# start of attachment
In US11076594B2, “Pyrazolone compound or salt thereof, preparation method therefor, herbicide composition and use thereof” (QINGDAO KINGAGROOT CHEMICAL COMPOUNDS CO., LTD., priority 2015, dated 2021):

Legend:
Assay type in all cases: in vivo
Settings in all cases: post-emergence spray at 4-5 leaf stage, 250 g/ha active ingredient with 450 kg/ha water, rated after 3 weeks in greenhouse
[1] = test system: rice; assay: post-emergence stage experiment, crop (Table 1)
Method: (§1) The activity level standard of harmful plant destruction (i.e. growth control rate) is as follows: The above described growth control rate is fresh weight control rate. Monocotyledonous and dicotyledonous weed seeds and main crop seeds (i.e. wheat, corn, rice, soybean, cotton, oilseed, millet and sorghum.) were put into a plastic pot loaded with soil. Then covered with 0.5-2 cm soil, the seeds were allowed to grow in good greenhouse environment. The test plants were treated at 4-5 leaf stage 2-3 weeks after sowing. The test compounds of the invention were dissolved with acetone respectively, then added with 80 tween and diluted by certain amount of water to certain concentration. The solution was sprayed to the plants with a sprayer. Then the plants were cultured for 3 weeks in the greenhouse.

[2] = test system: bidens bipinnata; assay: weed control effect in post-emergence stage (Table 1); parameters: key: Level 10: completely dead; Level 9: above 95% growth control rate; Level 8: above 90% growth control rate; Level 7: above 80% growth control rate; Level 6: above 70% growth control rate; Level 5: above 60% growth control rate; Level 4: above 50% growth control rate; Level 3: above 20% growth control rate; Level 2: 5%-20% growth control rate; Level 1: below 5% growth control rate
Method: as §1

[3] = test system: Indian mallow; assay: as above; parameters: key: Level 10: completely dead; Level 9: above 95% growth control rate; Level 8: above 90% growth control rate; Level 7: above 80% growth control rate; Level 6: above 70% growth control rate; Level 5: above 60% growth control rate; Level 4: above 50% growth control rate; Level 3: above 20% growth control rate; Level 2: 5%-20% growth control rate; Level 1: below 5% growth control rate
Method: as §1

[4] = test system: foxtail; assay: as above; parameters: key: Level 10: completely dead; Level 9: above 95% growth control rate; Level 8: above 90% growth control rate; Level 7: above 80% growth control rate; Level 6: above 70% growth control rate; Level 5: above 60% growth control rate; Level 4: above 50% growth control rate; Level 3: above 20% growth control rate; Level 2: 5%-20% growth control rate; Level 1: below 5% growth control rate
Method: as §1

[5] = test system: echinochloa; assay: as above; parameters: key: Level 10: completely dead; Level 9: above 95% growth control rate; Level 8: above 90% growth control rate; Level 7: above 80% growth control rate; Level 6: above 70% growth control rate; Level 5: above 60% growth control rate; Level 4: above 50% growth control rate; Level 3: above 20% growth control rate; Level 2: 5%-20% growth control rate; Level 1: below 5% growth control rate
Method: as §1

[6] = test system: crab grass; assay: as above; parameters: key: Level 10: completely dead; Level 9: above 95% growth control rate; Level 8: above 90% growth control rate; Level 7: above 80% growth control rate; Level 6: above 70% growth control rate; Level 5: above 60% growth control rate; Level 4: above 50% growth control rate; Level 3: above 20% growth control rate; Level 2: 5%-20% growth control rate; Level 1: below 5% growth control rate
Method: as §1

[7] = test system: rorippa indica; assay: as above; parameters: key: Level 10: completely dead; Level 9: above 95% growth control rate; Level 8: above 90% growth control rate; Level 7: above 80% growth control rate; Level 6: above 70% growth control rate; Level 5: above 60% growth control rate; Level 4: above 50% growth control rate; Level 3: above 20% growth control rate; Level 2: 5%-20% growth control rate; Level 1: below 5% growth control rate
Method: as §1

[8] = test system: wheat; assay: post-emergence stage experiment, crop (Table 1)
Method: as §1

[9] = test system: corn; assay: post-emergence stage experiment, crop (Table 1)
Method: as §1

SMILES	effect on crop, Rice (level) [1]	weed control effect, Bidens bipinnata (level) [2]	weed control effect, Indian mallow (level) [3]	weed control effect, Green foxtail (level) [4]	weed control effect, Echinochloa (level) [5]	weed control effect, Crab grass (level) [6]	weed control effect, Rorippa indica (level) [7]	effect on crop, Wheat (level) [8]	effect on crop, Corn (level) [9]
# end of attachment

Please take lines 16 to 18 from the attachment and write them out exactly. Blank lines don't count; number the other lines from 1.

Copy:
Method: as §1

[7] = test system: rorippa indica; assay: as above; parameters: key: Level 10: completely dead; Level 9: above 95% growth control rate; Level 8: above 90% growth control rate; Level 7: above 80% growth control rate; Level 6: above 70% growth control rate; Level 5: above 60% growth control rate; Level 4: above 50% growth control rate; Level 3: above 20% growth control rate; Level 2: 5%-20% growth control rate; Level 1: below 5% growth control rate
Method: as §1